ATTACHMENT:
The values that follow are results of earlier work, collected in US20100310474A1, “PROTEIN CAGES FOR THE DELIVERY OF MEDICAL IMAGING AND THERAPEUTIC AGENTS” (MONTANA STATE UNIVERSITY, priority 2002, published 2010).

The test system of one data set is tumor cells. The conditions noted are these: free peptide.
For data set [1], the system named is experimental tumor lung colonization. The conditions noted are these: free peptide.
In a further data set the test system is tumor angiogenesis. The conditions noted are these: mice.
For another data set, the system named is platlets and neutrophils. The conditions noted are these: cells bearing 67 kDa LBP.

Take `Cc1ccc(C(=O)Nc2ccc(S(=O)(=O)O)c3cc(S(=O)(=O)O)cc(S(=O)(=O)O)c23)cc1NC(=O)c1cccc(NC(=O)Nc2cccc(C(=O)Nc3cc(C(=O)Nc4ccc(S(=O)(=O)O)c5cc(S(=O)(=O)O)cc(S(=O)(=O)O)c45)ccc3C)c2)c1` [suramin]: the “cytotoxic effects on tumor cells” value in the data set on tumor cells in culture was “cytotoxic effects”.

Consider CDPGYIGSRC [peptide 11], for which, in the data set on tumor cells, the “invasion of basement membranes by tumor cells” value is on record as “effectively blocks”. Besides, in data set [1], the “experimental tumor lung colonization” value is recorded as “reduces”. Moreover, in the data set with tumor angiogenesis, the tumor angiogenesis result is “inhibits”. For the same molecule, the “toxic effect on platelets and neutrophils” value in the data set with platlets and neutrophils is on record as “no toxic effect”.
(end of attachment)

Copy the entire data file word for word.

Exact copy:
The values that follow are results of earlier work, collected in US20100310474A1, “PROTEIN CAGES FOR THE DELIVERY OF MEDICAL IMAGING AND THERAPEUTIC AGENTS” (MONTANA STATE UNIVERSITY, priority 2002, published 2010).

The test system of one data set is tumor cells. The conditions noted are these: free peptide.
For data set [1], the system named is experimental tumor lung colonization. The conditions noted are these: free peptide.
In a further data set the test system is tumor angiogenesis. The conditions noted are these: mice.
For another data set, the system named is platlets and neutrophils. The conditions noted are these: cells bearing 67 kDa LBP.

Take `Cc1ccc(C(=O)Nc2ccc(S(=O)(=O)O)c3cc(S(=O)(=O)O)cc(S(=O)(=O)O)c23)cc1NC(=O)c1cccc(NC(=O)Nc2cccc(C(=O)Nc3cc(C(=O)Nc4ccc(S(=O)(=O)O)c5cc(S(=O)(=O)O)cc(S(=O)(=O)O)c45)ccc3C)c2)c1` [suramin]: the “cytotoxic effects on tumor cells” value in the data set on tumor cells in culture was “cytotoxic effects”.

Consider CDPGYIGSRC [peptide 11], for which, in the data set on tumor cells, the “invasion of basement membranes by tumor cells” value is on record as “effectively blocks”. Besides, in data set [1], the “experimental tumor lung colonization” value is recorded as “reduces”. Moreover, in the data set with tumor angiogenesis, the tumor angiogenesis result is “inhibits”. For the same molecule, the “toxic effect on platelets and neutrophils” value in the data set with platlets and neutrophils is on record as “no toxic effect”.